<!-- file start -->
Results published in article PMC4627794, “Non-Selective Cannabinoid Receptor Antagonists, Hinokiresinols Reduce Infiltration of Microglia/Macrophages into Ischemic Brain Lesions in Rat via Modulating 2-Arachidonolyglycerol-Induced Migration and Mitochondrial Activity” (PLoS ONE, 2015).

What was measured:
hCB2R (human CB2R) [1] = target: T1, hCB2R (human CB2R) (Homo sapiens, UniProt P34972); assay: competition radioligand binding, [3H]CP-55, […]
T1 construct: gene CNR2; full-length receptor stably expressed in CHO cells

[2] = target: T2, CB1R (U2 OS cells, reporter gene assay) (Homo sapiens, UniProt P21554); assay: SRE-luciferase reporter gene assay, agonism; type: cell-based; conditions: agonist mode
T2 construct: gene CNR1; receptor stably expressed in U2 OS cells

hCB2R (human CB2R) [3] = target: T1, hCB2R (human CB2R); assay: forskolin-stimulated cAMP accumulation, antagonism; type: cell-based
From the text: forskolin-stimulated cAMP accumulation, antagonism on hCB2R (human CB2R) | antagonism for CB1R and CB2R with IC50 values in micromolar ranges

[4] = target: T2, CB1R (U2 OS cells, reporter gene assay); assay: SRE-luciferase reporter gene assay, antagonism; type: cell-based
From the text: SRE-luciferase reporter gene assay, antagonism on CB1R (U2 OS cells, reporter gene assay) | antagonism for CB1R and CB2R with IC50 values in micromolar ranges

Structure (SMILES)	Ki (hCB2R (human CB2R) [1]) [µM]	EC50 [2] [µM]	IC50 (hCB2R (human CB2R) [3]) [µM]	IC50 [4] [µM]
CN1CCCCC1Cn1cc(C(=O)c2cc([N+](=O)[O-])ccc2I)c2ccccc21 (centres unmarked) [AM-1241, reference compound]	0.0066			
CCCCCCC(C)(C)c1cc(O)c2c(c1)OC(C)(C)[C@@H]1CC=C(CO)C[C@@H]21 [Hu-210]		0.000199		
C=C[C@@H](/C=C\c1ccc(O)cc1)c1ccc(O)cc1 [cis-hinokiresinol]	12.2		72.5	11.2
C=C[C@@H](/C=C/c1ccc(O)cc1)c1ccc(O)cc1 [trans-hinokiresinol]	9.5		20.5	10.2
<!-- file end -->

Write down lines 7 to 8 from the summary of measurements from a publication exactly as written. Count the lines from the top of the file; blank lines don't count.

hCB2R (human CB2R) [3] = target: T1, hCB2R (human CB2R); assay: forskolin-stimulated cAMP accumulation, antagonism; type: cell-based
From the text: forskolin-stimulated cAMP accumulation, antagonism on hCB2R (human CB2R) | antagonism for CB1R and CB2R with IC50 values in micromolar ranges